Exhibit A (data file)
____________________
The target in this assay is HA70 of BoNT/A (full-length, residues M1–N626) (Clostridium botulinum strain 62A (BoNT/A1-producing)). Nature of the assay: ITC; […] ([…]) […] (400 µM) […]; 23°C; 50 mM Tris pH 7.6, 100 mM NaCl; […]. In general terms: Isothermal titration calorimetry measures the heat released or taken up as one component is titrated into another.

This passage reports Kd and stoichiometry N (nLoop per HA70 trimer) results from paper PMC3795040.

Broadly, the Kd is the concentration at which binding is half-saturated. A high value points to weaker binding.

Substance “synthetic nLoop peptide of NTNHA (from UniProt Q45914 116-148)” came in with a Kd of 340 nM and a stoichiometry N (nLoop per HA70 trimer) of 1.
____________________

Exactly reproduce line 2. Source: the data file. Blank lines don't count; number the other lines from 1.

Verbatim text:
This passage reports Kd and stoichiometry N (nLoop per HA70 trimer) results from paper PMC3795040.